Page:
Does anyone remember The Thalia, located at 95th and Broadway, one of Manhattan’s greatest revival houses? I pretty much grew up there. It opened in 1931, and closed in the mid 1980s. The still above is from Woody Allen’s Annie Hall (1977); I’d use another still if it were available, but sadly this is the only one I could find on the web, other than a shot taken just before the theatre’s demise.
From the 1930s through the early 1980s, if you lived in New York City, The Thalia was the place to see foreign films, classic Hollywood films, all night marathons of noir films, the collected works of Tex Avery, Chuck Jones and others; wildly eclectic double and triple bills, projected by one of the best booth crews in the city. In what would prove to be the last days of 35mm projection, the Thalia ran their prints with dazzling brilliance, and the audience was both demanding and appreciative of their efforts.
Woe betide the Thalia projectionist who left the image just one point out of focus; within seconds, the entire house would erupt with fury, pounding on the projection room door, screaming “focus!” or “frame!” or “sound level!” all of which would be instantly corrected. The Thalia was a one-screen theater, of course, and it was kind of a funky place, with a dog that roamed the aisles and occasionally left “deposits” on the floor, much to the chagrin of patrons.
Located right next door to a great deli on the one hand (bring your own sandwiches, if you feel like it), and a secondhand bookstore on the other (you can see it in the image above), it was above all a place where people who loved movies, and were knowledgeable about them, congregated on a daily basis from noon to midnight, seven days a week, to see some of the greatest motion pictures ever made projected with immaculate perfection.
Indeed, one of my most indelible and cherished memories of the Thalia is attending a packed, marathon five-hour screening of Fritz Lang’s complete, two part Die Nibelungen Saga, Siegfried and Kriemhild’s Revenge, augmented by a live piano accompaniment by the gifted Steve Sterner, using long sections of Wagner as the main themes. It had the crowd on its feet ecstatically cheering as the film ended at the stroke of midnight.
I also remember fondly that in the early 1980s, the Thalia ran a year-long “Wednesday film noir” series of triple bills, with everything run in 35mm, of course, and always in the proper aspect ratio; this is where Gwendolyn Audrey Foster and I first saw Irving Pichel’s delirious noir They Won’t Believe Me, on a hot summer afternoon, as part of a triple bill of noirs – all for about $10 admission for all three. The whole thing was just too good to last.
Above all, I remember the intelligence and erudition of the audience, who knew film history and criticism through and through; the Thalia’s programming ran from high to low art, with every possible stop in-between, running a heady mixture of classics and pop filmmaking, but all of it was taken on its own terms by the audience, who were always enthusiastic about the Thalia’s diverse programming.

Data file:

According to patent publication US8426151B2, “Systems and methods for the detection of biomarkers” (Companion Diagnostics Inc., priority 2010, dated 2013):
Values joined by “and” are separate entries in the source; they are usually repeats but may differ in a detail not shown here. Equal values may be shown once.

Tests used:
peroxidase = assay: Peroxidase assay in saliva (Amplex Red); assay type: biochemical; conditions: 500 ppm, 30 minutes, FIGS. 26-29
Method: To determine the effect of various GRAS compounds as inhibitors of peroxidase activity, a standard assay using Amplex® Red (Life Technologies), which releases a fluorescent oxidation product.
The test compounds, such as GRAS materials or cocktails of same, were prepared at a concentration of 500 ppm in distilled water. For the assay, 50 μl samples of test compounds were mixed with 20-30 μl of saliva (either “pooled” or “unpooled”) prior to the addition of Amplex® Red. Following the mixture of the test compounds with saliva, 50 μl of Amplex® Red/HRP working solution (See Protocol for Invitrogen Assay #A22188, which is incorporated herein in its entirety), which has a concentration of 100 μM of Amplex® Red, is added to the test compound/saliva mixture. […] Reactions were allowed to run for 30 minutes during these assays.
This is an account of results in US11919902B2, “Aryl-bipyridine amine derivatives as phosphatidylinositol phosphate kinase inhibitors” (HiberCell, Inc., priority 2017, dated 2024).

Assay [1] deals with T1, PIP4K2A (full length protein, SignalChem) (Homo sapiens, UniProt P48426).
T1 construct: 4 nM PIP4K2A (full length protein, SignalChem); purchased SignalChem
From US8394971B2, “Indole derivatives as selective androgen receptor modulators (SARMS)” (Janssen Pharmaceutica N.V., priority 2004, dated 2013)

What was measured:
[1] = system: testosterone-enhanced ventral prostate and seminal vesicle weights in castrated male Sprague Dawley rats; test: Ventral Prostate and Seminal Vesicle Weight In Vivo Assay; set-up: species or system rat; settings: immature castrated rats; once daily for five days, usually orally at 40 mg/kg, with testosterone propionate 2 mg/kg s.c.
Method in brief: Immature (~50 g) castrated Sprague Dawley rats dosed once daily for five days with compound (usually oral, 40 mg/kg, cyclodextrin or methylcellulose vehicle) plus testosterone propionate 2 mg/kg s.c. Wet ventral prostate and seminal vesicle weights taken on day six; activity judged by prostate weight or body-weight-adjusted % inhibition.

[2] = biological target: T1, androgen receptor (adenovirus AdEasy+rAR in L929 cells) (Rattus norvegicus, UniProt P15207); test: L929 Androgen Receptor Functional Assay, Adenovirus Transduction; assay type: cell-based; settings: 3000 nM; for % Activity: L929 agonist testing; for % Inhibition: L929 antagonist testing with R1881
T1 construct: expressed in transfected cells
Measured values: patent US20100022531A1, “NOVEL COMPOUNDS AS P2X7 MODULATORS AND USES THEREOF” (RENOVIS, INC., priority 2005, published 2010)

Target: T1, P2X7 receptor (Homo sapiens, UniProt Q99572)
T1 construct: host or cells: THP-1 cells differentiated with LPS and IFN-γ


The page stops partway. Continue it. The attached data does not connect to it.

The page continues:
There was a resolutely communal dynamic to the Thalia’s audience, one we’re unlikely to see again. While it’s convenient to screen a film on your laptop, there’s something to be said for sitting in an auditorium with several hundred other viewers who absolutely understand what they’re seeing, know film history, and have a real devotion to film as an art form.
Often, discussions would break out spontaneously during intermissions, and spill out on to the street in front of the theater, and friendships and alliances were often formed; it also was an unusual audience in that many of the spectators were also filmmakers themselves.
There are a number of repertory movie houses still operating throughout the city, such as Film Forum, which holds dazzling screenings of classic films in their original 35mm format down in the Village – including a just launched retrospective showcasing the films of Barbara Stanwyck running through December 31st – along with Anthology Film Archives, to name just two of the many remaining venues, but there was something about the Thalia that set it apart.
It was sloppy, it was rundown, it barely managed to keep the doors open in its last years, but it was a shrine dedicated to the history of cinema on a living basis, screening anything and everything with ecstatic devotion. It was a place where films were screened to their best possible advantage by skilled technicians for audiences that deeply appreciated their efforts, resulting in a completely immersive experience that served as the backbone of more than one critic’s cinematic education.
Symphony Space now occupies the building that once housed The Thalia, and with the switch to digital DCPs, 35mm prints are just a memory. That’s why we should support the remaining screens that do exist, and continue to showcase the classics, both old and new. The grittiness of the Thalia was unique and egalitarian, and offered something valuable, vital and irreplaceable. Seeing a film on a huge screen with an enthused and informed audience is invaluable; there’s really nothing else like it. It’s really the only way to really experience a film, then or now.
Wheeler Winston Dixon is the James Ryan Professor of Film Studies, Coordinator of the Film Studies Program, Professor of English at the University of Nebraska, Lincoln, and, with Gwendolyn Audrey Foster, editor of the book series New Perspectives on World Cinema for Anthem Press, London.